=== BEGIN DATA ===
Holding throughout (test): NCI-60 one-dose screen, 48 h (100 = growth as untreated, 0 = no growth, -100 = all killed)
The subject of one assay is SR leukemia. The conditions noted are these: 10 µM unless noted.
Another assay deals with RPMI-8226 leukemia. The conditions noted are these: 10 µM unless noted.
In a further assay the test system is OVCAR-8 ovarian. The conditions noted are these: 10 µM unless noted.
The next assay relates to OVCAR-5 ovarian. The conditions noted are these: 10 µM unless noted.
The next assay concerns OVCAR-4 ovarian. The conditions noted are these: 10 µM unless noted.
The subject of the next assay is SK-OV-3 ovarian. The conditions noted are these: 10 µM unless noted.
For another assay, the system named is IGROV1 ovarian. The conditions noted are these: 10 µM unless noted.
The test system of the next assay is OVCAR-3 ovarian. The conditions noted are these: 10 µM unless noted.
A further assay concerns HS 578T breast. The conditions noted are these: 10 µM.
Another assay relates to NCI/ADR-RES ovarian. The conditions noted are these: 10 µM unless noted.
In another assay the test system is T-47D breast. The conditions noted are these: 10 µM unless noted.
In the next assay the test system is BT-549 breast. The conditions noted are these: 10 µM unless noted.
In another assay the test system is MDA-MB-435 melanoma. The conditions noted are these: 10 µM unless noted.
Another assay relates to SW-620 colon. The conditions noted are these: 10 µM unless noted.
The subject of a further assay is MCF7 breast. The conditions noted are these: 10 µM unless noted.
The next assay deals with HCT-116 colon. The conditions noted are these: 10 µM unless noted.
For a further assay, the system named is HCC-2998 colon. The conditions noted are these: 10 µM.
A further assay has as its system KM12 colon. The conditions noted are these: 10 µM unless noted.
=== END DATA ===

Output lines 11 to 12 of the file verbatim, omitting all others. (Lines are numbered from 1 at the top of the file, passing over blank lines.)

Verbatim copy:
Another assay relates to NCI/ADR-RES ovarian. The conditions noted are these: 10 µM unless noted.
In another assay the test system is T-47D breast. The conditions noted are these: 10 µM unless noted.